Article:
These are definitely next-level headphones. Whether you’re listening to classical or rock or hip-hop you can hear everything on the track very crisply. The bass is nice and deep; it will move you. The microphone is quite good, I used it with Dragon Dictation to record this blog post.
The on-cord remote for controlling volume and playback is pretty solid albeit biased to Apple products; it easily controls my iPod nano, my iPad and even my MacBook. It works splendidly answering calls and controlling music play on iPhone (4). I say biased because it doesn’t control my BlackBerry Torch very well (known issue). In fact I can’t even use it as just a normal headset for talking on the phone, there seems to be some incompatibility (works with my wife’s Blackberry Curve 8900 though). Monster and Research In Motion better work this out because it’s ridiculous for this not to work. On Android (Motorola Xoom) the remote is only good for starting and stopping playback, all three buttons do the same thing.
It comes with all of these accessories that you see in the picture. There are earbud attachments of different sizes as well as this adjustable over-ear wire which is handy if you want to be active while using them. The case is very durable although bigger than I want it to be; I suppose they need to be big enough to house the entire unit.
All in all it is a solid product. My research indicates the squarish, rubber-like wire (patent pending) is more durable than regular headphone wires. They are expensive headphones, hopefully the cost is mitigated by them lasting a long time.
Often I’ll consult my cousin John on matters related to technology and I credit him with getting me to use the Dragon-Dictation/Evernote-Apps-Super-Ultra-Combo-Special (for iPad). That is: the practice of using the Dragon Dictation App, dictating my ideas and lists into it and uploading them into my Evernote.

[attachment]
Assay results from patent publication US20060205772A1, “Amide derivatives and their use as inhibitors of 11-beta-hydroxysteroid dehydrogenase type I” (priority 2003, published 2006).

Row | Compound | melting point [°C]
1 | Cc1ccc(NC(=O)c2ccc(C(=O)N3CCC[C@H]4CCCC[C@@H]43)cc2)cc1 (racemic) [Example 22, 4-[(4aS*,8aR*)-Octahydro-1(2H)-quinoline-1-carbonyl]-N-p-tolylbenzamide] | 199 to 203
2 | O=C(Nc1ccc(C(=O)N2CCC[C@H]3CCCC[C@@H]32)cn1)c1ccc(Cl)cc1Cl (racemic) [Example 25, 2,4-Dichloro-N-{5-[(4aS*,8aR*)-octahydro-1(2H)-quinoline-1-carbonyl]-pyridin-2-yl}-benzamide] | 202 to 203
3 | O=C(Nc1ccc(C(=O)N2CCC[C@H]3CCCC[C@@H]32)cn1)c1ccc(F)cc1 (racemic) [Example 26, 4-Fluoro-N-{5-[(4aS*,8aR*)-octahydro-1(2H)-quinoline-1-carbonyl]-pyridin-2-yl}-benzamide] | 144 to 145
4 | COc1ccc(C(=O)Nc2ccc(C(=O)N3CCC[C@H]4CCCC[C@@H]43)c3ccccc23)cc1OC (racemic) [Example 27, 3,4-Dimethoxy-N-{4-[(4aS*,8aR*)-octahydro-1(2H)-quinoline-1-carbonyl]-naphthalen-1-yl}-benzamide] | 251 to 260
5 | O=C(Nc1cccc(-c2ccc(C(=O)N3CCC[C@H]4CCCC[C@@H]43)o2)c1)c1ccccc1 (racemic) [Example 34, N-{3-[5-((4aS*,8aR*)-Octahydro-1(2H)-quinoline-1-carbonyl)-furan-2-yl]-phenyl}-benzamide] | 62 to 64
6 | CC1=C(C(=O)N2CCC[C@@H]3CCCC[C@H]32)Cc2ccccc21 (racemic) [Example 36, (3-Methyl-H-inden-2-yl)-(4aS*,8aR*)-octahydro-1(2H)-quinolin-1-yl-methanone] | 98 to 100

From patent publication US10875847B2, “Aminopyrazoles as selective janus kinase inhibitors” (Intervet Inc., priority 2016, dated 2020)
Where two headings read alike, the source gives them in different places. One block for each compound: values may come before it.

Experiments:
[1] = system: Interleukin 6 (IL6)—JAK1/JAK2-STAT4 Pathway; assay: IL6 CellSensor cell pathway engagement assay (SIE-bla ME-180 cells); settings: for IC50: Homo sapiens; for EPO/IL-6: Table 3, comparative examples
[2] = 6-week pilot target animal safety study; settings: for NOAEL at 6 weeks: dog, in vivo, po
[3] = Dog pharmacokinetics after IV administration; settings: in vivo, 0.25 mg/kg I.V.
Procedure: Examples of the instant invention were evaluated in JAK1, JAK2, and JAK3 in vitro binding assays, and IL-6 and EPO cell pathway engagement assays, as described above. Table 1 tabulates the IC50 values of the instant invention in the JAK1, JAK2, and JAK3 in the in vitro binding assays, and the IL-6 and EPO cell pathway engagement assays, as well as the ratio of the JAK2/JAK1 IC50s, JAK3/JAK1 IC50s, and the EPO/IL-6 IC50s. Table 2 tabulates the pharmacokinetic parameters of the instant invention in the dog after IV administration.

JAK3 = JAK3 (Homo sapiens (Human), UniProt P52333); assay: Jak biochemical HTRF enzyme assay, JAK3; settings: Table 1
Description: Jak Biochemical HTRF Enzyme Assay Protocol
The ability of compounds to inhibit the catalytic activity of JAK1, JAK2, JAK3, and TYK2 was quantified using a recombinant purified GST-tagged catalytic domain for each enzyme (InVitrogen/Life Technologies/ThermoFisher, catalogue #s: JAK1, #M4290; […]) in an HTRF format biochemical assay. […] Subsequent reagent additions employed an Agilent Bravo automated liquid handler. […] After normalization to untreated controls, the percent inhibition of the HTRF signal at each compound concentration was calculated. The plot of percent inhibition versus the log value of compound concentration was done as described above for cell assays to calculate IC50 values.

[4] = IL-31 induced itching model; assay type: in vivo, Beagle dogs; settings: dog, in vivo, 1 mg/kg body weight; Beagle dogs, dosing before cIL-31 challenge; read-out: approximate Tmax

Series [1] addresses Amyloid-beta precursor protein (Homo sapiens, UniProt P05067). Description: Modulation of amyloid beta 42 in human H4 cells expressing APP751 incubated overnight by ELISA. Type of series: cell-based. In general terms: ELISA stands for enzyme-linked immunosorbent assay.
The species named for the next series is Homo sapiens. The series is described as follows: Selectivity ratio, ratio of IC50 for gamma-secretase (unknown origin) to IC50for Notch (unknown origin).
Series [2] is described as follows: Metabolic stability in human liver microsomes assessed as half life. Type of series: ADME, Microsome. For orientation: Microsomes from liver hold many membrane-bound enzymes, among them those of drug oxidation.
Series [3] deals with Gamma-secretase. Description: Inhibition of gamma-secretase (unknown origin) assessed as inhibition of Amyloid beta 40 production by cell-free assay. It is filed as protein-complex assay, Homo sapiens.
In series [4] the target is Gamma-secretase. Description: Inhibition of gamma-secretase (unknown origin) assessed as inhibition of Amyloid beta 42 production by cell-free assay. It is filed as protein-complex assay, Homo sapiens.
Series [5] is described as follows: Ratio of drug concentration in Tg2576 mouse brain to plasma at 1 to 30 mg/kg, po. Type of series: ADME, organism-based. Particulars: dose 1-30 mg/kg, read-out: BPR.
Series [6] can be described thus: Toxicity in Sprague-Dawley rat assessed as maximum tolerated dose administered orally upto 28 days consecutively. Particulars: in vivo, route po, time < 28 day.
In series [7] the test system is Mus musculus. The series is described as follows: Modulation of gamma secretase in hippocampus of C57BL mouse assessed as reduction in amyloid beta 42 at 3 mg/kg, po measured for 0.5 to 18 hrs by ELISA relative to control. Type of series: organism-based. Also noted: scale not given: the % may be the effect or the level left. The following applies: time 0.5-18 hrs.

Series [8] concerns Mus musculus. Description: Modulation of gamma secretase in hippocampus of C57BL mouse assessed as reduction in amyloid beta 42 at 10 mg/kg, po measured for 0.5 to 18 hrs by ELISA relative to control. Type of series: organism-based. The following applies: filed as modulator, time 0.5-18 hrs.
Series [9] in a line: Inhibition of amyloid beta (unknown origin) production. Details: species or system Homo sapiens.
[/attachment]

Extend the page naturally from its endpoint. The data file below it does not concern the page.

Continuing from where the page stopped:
I was already a big fan of using voice recording and making lists (before these Apps) because essentially you’re taking a snapshot of your brain at that moment. In this day and age of information bombardment it is increasingly difficult remembering every important little detail of our chaotic lives. Taking a recording of your thoughts, saving them and making them searchable (equally as important) seems like a good idea to me. You will forget things; computers will not (unless they crash hard of course).
I had heard of Dragon Dictation before (I’ve used it for PC) but it wasn’t as good at voice recognition as it is now. I find for best results to talk into it slower than your normal conversation speed. My other cousin Issa commented when we were testing it: “it could as side effect teach you to be more articulate in conversation.”
It’s really a very good app if you don’t want to use your hands for typing. I already use a computer likely much more than the average person but I also make microscopic art and play sports. My hands need every break they can get.
I imagine it would be a very useful app for people who have vision or motor skill handicaps.
Anyway give it a try and share your feedback. I wrote this post using Dragon Dictation. John responds to emails without typing.